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Royal Blue - Pelikan 4001®

pelikan

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50 replies to this topic

#41 Intensity

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Posted 05 November 2017 - 02:37

I don't know if there's an English idiom that translates well, but in Italian I'd say "Il troppo storpia," meaning the excessive ruins things. I've used this color for so long that I don't feel like using it anymore.  :blush:

The English version is probably "Everything [is good] in moderation."

 

On a related note, I have a general aversion to Blue in ballpoint pens, having used blue for most of my school years, from primary to high school. Later I switched to black, other colors, and pencil, and since then I haven't purposefully bought a single blue ink pen.  I was pointedly overlooking all ink reviews in the blue family until I saw one of Diamine's Asa Blue.  It was such a revelation: fountain pen Blues can be dramatically different from ballpoint/gel pen blues!  The intensity, the shading, various nuances like sheen.  I now LOVE fountain pen blues, especially in the cerulean and turquoise family!


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#42 The Good Captain

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Posted 05 November 2017 - 11:19

Actually, I've always loved the blues. 'Mannish Boy' - the version from 1979 by Muddy Waters and Edgar Winter - comes to mind.


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#43 lapis

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Posted 05 November 2017 - 16:47

And then we have

fpn_1509900392__the_blues_bros.png


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#44 RoyalBlueNotebooks

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Posted 06 November 2017 - 09:46

The English version is probably "Everything [is good] in moderation."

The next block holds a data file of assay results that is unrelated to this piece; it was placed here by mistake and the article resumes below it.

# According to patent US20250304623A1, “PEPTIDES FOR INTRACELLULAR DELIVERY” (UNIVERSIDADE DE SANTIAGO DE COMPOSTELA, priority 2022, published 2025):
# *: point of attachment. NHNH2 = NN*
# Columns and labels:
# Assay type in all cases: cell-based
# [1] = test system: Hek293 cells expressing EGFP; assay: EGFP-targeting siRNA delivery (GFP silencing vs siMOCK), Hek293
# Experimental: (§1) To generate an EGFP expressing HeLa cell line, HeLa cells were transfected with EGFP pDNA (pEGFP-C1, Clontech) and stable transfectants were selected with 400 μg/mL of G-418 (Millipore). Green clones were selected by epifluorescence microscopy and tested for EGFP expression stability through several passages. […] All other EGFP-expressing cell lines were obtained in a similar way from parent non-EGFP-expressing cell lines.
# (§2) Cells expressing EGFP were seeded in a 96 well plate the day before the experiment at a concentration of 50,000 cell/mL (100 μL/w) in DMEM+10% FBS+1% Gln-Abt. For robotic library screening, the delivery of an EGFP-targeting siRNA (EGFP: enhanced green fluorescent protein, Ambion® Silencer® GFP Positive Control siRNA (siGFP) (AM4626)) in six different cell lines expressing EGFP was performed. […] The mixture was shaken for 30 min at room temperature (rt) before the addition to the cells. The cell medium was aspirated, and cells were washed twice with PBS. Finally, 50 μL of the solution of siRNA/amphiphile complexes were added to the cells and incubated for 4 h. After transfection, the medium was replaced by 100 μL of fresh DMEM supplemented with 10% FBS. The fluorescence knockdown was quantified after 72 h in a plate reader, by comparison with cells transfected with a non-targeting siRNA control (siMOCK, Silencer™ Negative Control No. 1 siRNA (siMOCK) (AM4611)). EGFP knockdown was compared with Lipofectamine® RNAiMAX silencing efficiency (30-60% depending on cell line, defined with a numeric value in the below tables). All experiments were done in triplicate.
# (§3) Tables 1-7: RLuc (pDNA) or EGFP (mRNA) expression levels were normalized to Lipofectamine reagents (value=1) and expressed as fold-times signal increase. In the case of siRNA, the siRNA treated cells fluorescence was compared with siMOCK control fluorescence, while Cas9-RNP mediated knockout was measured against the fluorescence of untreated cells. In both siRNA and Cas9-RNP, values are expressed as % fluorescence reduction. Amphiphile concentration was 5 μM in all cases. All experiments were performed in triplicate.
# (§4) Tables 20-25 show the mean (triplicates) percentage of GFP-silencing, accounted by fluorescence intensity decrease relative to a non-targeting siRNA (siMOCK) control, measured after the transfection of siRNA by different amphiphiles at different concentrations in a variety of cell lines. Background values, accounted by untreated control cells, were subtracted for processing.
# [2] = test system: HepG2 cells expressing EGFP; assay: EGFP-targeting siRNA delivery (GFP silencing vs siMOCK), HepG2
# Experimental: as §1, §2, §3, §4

On a related note, I have a general aversion to Blue in ballpoint pens, having used blue for most of my school years, from primary to high school. Later I switched to black, other colors, and pencil, and since then I haven't purposefully bought a single blue ink pen.  I was pointedly overlooking all ink reviews in the blue family until I saw one of Diamine's Asa Blue.  It was such a revelation: fountain pen Blues can be dramatically different from ballpoint/gel pen blues!  The intensity, the shading, various nuances like sheen.  I now LOVE fountain pen blues, especially in the cerulean and turquoise family!

Thank you for the suggestion.

 

I totally get what you're saying. Some gel pens have such nice colors, but most ballpoints pens have pretty much the same shade even if they are from completely different brands.

Also, I'm looking into buying some Diamine inks to switch from the Pelikan 4001. Blues are my first concern. Do you have any suggestions apart from Asa Blue? I'm asking specifically about Diamine inks because I've seen from their official website that they are extremely affordable. A penpal sent me writing samples and the colors that I've already chosen are Majestic Blue and Bilberry.


fpn_1502425191__letter-mini.png


#45 dcwaites

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Posted 06 November 2017 - 21:20

Thank you for the suggestion.

 

I totally get what you're saying. Some gel pens have such nice colors, but most ballpoints pens have pretty much the same shade even if they are from completely different brands.

Also, I'm looking into buying some Diamine inks to switch from the Pelikan 4001. Blues are my first concern. Do you have any suggestions apart from Asa Blue? I'm asking specifically about Diamine inks because I've seen from their official website that they are extremely affordable. A penpal sent me writing samples and the colors that I've already chosen are Majestic Blue and Bilberry.

 

This is the link to their ink swatches --

 

http://diamineinks.c...s.aspx?catid=67

 

Not only are the inks nice in themselves, but they blend nicely, such as the blend Majestic Havasu

 

Majestic%20Havasu.jpg


fpn_1412827311__pg_d_104def64.gif

 

 

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#46 RoyalBlueNotebooks

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Posted 07 November 2017 - 08:31

 

This is the link to their ink swatches --

 

http://diamineinks.c...s.aspx?catid=67

 

Not only are the inks nice in themselves, but they blend nicely, such as the blend Majestic Havasu